The term "alpha particle" comes up a lot when discussing radiation, but I always found it to be rather nondescript. I decided to delve deeper, and it turns out to be pretty simple.
Alpha decay creates alpha particles

Alpha particles are pretty much helium ions. Two protons, two neutrons and a charge of +2 because there usually aren't any electrons. Not all helium nuclei that have these conditions are alpha particles though, that's where it gets confusing. Alpha particles are classified by how they were created. The two main methods for their creation are through alpha decay and ternary decay. There are other ways to create these helium nuclei, like in a particle accelerator for example, but those usually aren't called alpha particles.
The Large Hadron Collider is an example of a particle accelerator

Alpha decay happens when a heavy atom loses an alpha particle. Because an alpha particle contains two protons, that means that the decaying atom must lose those protons, thus it is actually turning into another particle altogether. Each element's properties are determined by the number of protons it contains, so an element undergoing alpha decay becomes a different element. Protons are held within the nucleus of an atom by the nuclear force, but the electromagnetic force is always pushing back, trying to separate the protons from each other. Most of the time the neutrons in the element provide enough spacing to keep the protons far enough apart, but sometimes this atom will still split apart. The alpha particle manages to escape through quantum tunneling, but I probably don't understand how that works myself, so I won't try to explain. When an alpha particle is produced through alpha decay, it usually has an energy of 5 MeV (mega electron volts). This is fairly weak. Your average alpha particle can usually be stopped by a few centimeters of air or by your skin. However, if you happen to ingest alpha particles or alpha producing radioisotopes, they will wreak havoc on your body. Alpha particles will give you radiation poisoning in relatively small amounts. 
Relative penetration of various forms of radiation.

Another way in which alpha particles are formed is through ternary decay. This form of decay is somewhat similar to alpha decay, except three new particles are created instead of two. When alpha particles are emitted through ternary decay, they generally have an energy of around 16 MeV and nearly three times the penetrating power. Ultimately though, alpha particles are just another form of radiation. Just don't underestimate the little guys.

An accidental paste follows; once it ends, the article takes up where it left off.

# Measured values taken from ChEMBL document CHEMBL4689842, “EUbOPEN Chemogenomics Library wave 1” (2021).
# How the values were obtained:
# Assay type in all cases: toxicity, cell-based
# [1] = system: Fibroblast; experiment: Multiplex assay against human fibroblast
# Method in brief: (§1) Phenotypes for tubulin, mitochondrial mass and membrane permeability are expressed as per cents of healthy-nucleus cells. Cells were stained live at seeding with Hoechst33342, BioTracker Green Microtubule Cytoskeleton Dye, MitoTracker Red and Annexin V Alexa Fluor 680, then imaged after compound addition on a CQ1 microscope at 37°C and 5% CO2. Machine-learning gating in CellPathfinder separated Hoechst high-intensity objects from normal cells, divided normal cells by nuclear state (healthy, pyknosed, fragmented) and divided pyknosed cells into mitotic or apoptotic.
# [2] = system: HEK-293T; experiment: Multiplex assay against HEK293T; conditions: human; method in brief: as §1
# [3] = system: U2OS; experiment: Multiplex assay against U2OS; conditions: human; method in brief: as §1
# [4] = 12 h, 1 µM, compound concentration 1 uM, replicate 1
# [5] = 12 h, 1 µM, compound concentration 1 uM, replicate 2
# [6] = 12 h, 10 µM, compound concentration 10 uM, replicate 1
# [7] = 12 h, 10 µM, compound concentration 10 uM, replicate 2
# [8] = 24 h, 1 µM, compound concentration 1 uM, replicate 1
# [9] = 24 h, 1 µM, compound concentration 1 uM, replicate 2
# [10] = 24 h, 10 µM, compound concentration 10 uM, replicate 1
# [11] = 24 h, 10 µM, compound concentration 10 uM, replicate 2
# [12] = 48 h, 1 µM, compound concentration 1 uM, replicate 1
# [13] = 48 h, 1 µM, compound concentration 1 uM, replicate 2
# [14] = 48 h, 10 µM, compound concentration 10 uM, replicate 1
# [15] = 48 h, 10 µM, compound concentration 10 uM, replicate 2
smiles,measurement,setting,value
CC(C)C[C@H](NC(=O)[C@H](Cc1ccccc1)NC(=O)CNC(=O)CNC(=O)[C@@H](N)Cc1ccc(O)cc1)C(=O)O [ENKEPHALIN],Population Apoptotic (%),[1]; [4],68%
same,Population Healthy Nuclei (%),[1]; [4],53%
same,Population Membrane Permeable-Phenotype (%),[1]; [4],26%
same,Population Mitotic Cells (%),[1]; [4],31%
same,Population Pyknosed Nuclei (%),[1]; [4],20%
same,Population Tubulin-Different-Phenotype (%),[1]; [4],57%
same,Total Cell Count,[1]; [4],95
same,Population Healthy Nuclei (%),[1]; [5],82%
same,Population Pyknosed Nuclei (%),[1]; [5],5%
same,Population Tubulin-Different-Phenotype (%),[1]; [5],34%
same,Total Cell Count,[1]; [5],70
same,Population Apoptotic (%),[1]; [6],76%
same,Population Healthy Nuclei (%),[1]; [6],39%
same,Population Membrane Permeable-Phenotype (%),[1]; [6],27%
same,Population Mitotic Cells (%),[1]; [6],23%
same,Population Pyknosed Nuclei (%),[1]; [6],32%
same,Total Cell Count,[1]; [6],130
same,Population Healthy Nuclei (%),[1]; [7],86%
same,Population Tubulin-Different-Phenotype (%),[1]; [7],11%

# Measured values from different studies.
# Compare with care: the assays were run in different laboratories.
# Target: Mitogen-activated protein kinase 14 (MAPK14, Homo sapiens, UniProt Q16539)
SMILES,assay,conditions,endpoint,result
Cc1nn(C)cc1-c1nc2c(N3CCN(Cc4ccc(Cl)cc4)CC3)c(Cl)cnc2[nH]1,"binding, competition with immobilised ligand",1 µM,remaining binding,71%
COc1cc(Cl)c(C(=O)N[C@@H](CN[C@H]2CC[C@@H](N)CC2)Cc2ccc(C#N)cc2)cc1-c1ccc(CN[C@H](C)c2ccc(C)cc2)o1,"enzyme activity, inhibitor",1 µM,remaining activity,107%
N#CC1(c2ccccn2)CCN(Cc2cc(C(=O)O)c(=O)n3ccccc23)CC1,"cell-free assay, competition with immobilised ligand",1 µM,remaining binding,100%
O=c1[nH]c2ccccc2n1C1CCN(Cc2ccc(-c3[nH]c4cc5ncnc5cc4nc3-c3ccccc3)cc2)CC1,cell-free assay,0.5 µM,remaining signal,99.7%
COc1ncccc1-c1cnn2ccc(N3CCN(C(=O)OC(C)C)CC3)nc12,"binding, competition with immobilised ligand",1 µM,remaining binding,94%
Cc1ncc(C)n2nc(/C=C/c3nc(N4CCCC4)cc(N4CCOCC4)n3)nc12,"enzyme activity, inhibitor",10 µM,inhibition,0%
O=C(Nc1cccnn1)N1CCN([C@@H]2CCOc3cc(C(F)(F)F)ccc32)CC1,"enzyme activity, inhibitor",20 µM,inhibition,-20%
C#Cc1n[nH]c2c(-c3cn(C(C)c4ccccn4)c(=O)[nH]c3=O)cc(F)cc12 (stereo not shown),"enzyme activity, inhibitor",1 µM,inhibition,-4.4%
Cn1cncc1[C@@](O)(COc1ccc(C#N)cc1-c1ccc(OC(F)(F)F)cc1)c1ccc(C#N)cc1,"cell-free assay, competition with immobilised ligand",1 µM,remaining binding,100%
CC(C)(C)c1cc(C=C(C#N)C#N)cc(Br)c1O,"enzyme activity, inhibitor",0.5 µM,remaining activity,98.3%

Thursday, September 1, 2011

Sources of Error

Recently I have been getting involved with a lot of college level chemistry and physics experiments, and one of the most important things that I've had to focus on when writing lab reports has been the error in my experiments. To many students, this might seem like a tedious and ultimately futile task, but it is not so. Knowing where your errors are coming from, even knowing that you have errors, is very important in science.
It's best not to emulate them

When running experiments, humans make errors. There is almost no conceivable way for a human to do anything perfectly (appart from math and similar nonphysical tasks). No matter how hard one might try, there is always a margin of error. When measuring things with a ruler, that error is approximately plus or minus one half of the smallest unit that the ruler measures to. 
It's not perfect

Sources of error can come from anywhere. The most important errors to realize are the errors in your measuring device. Sure your scale might measure to the nearest thousandth of a gram, but that really isn't all that accurate. If we assume that the scale rounds, then your scale has a built in error of plus or minus five ten-thousandths of a gram. Even if you did manage to have a scale that measured every single atom (I'm not sure how that'd be possible) there would still be error in your experiment. When you have measurements that fine, slight variations in air current alone can significantly alter your measured value.
Some scales are pretty accurate

So far I've said nothing about why knowing these errors is important, so let me remedy that now. Measurements are taken for a reason, whether it is to determine the molar mass of a molecule in a compound or to determine the average velocity of an air glider. You are looking for an answer, and you will want your measurement to be as accurate as possible. If you don't do enough experiments to minimize your randome error, you are very likely to get something wrong. Can you imagine what that would be like if some lab synthesized the wrong medicine because their experiments were done poorly? Or what if a part in your car had the wrong measurement? That medicine could kill you, and that part might fail or not even work in the first place. There are numerous other examples of why you need to know your error and account for it, but suffice it to say that it's important.